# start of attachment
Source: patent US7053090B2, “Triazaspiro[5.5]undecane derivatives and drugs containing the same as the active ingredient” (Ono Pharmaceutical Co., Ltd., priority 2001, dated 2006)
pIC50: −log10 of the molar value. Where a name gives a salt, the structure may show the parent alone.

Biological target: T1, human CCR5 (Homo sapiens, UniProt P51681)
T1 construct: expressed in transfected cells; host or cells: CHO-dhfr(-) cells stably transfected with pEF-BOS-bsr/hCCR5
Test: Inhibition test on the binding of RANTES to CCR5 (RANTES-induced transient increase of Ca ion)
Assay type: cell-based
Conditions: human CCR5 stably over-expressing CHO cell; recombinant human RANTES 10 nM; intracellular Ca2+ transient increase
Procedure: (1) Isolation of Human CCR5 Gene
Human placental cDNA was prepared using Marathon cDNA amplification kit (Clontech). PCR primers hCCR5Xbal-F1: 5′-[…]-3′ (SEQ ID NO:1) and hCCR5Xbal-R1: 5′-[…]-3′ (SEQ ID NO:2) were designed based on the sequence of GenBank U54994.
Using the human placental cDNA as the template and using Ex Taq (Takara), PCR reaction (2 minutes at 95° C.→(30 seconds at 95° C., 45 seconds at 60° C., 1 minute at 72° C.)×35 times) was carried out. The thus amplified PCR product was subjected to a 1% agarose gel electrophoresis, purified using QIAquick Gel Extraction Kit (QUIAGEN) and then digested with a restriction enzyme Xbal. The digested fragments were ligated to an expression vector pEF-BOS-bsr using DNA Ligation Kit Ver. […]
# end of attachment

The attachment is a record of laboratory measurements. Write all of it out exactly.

Source: patent US7053090B2, “Triazaspiro[5.5]undecane derivatives and drugs containing the same as the active ingredient” (Ono Pharmaceutical Co., Ltd., priority 2001, dated 2006)
pIC50: −log10 of the molar value. Where a name gives a salt, the structure may show the parent alone.

Biological target: T1, human CCR5 (Homo sapiens, UniProt P51681)
T1 construct: expressed in transfected cells; host or cells: CHO-dhfr(-) cells stably transfected with pEF-BOS-bsr/hCCR5
Test: Inhibition test on the binding of RANTES to CCR5 (RANTES-induced transient increase of Ca ion)
Assay type: cell-based
Conditions: human CCR5 stably over-expressing CHO cell; recombinant human RANTES 10 nM; intracellular Ca2+ transient increase
Procedure: (1) Isolation of Human CCR5 Gene
Human placental cDNA was prepared using Marathon cDNA amplification kit (Clontech). PCR primers hCCR5Xbal-F1: 5′-[…]-3′ (SEQ ID NO:1) and hCCR5Xbal-R1: 5′-[…]-3′ (SEQ ID NO:2) were designed based on the sequence of GenBank U54994.
Using the human placental cDNA as the template and using Ex Taq (Takara), PCR reaction (2 minutes at 95° C.→(30 seconds at 95° C., 45 seconds at 60° C., 1 minute at 72° C.)×35 times) was carried out. The thus amplified PCR product was subjected to a 1% agarose gel electrophoresis, purified using QIAquick Gel Extraction Kit (QUIAGEN) and then digested with a restriction enzyme Xbal. The digested fragments were ligated to an expression vector pEF-BOS-bsr using DNA Ligation Kit Ver. […]